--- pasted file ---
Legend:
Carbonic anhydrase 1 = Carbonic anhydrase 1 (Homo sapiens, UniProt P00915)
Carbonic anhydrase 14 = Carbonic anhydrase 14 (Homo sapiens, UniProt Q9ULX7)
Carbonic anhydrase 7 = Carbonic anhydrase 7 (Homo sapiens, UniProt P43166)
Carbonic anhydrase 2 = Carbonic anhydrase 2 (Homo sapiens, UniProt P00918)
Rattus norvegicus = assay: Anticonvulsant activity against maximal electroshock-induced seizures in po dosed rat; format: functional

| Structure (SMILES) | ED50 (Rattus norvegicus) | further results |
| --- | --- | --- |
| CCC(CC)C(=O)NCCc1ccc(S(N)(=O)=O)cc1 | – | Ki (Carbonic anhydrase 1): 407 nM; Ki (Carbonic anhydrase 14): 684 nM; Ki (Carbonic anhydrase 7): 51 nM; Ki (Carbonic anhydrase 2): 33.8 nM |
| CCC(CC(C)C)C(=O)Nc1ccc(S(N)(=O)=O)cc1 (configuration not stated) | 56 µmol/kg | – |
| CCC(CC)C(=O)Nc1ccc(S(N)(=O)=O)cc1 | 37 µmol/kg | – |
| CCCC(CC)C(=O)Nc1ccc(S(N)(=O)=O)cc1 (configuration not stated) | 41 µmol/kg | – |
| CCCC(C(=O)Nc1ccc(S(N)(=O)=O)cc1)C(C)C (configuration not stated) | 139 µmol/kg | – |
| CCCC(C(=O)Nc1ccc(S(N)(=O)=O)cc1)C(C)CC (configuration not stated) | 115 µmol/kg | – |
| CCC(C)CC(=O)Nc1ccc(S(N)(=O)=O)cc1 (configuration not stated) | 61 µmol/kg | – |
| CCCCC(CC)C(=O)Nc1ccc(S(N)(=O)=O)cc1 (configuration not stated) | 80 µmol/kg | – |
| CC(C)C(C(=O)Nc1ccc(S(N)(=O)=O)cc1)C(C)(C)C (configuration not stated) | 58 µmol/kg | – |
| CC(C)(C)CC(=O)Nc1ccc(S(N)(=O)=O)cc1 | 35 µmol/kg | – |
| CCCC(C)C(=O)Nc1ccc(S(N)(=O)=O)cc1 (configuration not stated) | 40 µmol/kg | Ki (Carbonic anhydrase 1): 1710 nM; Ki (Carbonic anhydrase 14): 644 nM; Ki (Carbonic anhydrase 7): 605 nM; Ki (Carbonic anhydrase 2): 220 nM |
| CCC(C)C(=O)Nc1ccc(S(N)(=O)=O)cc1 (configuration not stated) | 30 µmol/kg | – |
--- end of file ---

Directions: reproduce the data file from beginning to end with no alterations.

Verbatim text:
Legend:
Carbonic anhydrase 1 = Carbonic anhydrase 1 (Homo sapiens, UniProt P00915)
Carbonic anhydrase 14 = Carbonic anhydrase 14 (Homo sapiens, UniProt Q9ULX7)
Carbonic anhydrase 7 = Carbonic anhydrase 7 (Homo sapiens, UniProt P43166)
Carbonic anhydrase 2 = Carbonic anhydrase 2 (Homo sapiens, UniProt P00918)
Rattus norvegicus = assay: Anticonvulsant activity against maximal electroshock-induced seizures in po dosed rat; format: functional

| Structure (SMILES) | ED50 (Rattus norvegicus) | further results |
| --- | --- | --- |
| CCC(CC)C(=O)NCCc1ccc(S(N)(=O)=O)cc1 | – | Ki (Carbonic anhydrase 1): 407 nM; Ki (Carbonic anhydrase 14): 684 nM; Ki (Carbonic anhydrase 7): 51 nM; Ki (Carbonic anhydrase 2): 33.8 nM |
| CCC(CC(C)C)C(=O)Nc1ccc(S(N)(=O)=O)cc1 (configuration not stated) | 56 µmol/kg | – |
| CCC(CC)C(=O)Nc1ccc(S(N)(=O)=O)cc1 | 37 µmol/kg | – |
| CCCC(CC)C(=O)Nc1ccc(S(N)(=O)=O)cc1 (configuration not stated) | 41 µmol/kg | – |
| CCCC(C(=O)Nc1ccc(S(N)(=O)=O)cc1)C(C)C (configuration not stated) | 139 µmol/kg | – |
| CCCC(C(=O)Nc1ccc(S(N)(=O)=O)cc1)C(C)CC (configuration not stated) | 115 µmol/kg | – |
| CCC(C)CC(=O)Nc1ccc(S(N)(=O)=O)cc1 (configuration not stated) | 61 µmol/kg | – |
| CCCCC(CC)C(=O)Nc1ccc(S(N)(=O)=O)cc1 (configuration not stated) | 80 µmol/kg | – |
| CC(C)C(C(=O)Nc1ccc(S(N)(=O)=O)cc1)C(C)(C)C (configuration not stated) | 58 µmol/kg | – |
| CC(C)(C)CC(=O)Nc1ccc(S(N)(=O)=O)cc1 | 35 µmol/kg | – |
| CCCC(C)C(=O)Nc1ccc(S(N)(=O)=O)cc1 (configuration not stated) | 40 µmol/kg | Ki (Carbonic anhydrase 1): 1710 nM; Ki (Carbonic anhydrase 14): 644 nM; Ki (Carbonic anhydrase 7): 605 nM; Ki (Carbonic anhydrase 2): 220 nM |
| CCC(C)C(=O)Nc1ccc(S(N)(=O)=O)cc1 (configuration not stated) | 30 µmol/kg | – |